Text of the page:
When it comes to their cryogenic vessels,
everyone has different insulation needs. With more than 60 years experience,
Prentex knows what type of insulation will work best for you. Whether your
vessel relies just on vacuum insulation or opts for 'super' insulation, you
can be sure that Prentex’s recommendations are optimal for your unique cryogenic needs.
A high vacuum cryogenic vessel will automatically have a form of insulation
as the vacuum between the inner shell tank and outer jacket of the vessel prevents the transfer
of heat. However, this system is not always practical, especially if you’re looking for
short-term storage or transfer vessels. Many people often prefer a non-vacuum form of insulation
as it is more cost-effective as well as simpler to apply. Even if your cryogenic vessel does
have vacuum insulation, you may still want to take the extra step of having a secondary form
Because cryogenic tanks are designed to keep their contents at extremely
low temperatures, it is vital that precautions are taken to maintain these temperatures.
If the outer shell of your cryogenic vessel were to be punctured, the vacuum pressure would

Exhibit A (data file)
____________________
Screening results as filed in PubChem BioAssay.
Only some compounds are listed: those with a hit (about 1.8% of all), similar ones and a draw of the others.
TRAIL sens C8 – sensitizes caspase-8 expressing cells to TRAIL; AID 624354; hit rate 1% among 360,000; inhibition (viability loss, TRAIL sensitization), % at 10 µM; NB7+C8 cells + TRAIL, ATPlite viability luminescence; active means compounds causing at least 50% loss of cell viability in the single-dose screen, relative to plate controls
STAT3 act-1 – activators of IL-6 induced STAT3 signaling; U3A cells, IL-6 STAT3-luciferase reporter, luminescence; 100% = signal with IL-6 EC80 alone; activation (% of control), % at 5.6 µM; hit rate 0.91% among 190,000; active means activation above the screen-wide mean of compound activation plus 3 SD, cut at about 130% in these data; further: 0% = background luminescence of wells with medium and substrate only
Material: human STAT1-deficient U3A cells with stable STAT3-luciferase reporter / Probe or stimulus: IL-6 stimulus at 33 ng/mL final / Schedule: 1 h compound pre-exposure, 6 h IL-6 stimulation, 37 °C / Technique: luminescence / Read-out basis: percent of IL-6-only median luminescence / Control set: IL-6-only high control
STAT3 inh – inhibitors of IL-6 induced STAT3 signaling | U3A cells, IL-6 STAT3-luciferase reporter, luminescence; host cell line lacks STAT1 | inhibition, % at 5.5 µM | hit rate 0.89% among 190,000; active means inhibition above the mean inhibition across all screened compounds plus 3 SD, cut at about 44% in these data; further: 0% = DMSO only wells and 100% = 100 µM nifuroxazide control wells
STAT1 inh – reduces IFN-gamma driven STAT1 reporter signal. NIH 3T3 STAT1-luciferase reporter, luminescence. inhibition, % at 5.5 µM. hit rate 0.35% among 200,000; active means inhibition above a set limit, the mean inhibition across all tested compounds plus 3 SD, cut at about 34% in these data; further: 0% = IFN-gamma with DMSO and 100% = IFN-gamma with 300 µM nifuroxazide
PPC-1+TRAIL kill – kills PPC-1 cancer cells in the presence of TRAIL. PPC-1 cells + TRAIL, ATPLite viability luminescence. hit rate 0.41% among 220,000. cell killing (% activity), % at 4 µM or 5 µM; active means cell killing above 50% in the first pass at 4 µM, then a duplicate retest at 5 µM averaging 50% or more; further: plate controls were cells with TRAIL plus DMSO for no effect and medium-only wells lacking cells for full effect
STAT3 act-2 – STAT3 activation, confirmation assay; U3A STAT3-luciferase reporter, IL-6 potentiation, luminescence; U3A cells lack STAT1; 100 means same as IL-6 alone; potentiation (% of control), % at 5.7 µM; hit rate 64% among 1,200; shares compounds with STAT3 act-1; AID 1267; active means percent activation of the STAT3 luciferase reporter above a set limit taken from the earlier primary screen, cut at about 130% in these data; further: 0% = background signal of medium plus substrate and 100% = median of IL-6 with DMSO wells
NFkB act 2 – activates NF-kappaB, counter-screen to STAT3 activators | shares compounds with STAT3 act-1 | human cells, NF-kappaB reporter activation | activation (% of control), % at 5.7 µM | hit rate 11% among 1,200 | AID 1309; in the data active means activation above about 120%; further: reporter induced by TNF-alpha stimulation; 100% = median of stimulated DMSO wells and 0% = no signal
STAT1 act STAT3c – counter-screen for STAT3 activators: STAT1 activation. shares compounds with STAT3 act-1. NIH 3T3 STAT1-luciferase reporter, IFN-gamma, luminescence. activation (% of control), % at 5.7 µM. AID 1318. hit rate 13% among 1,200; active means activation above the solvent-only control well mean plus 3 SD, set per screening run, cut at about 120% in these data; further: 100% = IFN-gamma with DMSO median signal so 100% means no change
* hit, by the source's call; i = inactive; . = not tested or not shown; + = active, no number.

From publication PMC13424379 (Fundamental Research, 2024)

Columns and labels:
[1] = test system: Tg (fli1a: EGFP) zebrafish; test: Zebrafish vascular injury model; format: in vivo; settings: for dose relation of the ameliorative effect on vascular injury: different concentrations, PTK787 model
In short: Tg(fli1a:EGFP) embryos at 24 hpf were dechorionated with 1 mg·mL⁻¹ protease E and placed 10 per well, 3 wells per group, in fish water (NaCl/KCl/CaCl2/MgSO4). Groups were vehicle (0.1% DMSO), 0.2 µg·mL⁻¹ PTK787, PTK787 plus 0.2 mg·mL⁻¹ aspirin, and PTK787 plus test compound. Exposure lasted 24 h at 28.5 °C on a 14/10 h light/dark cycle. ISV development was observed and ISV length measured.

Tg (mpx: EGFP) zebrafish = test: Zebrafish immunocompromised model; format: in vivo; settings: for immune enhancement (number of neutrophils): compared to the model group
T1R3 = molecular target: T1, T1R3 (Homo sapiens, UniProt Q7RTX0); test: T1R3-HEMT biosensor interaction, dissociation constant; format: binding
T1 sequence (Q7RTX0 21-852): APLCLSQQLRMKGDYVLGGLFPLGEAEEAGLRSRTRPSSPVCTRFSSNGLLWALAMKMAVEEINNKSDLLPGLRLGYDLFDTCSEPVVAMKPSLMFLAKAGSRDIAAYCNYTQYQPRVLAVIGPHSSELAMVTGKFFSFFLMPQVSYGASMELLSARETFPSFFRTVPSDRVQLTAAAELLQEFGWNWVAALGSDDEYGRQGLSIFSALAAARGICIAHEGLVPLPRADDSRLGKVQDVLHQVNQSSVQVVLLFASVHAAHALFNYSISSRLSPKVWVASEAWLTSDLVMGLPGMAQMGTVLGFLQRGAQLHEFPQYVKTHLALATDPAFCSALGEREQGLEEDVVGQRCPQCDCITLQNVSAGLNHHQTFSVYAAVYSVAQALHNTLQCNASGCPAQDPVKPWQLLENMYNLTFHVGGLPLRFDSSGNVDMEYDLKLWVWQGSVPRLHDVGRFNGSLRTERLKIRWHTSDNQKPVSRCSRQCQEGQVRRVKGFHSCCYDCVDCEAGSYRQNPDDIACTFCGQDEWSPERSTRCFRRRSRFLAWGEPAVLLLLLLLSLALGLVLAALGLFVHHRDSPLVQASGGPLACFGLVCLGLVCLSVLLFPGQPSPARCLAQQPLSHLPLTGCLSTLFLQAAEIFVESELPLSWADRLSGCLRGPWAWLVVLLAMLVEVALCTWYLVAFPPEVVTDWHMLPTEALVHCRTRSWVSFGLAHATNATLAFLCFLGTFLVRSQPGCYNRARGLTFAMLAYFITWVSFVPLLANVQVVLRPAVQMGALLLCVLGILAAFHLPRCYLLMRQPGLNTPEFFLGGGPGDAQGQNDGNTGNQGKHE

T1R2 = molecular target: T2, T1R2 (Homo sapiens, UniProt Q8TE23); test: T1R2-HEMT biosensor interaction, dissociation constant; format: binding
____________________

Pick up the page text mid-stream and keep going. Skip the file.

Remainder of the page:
rapidly dissipate, while letting in outside air. Contact with this air would quickly heat up
the contents of your tank, which can pose a safety hazard. However, extra insulation will
decrease the amount of heat that your tank comes into contact with. As a result, there is
a much slower build up of pressure within the tank while venting can be done gradually, helping
to reduce any threat to safety.
A variety of materials can be used to effectively insulate your cryogenic
vessels. Perlite, foam, fiberglass batting, glass, lampblack, silica aerogel, composite coatings
and even wood are just some of the many forms of efficient insulation available. As custom manufacturers
of cryogenic vessels, Prentex can build the tank with the insulation that best suits your tank.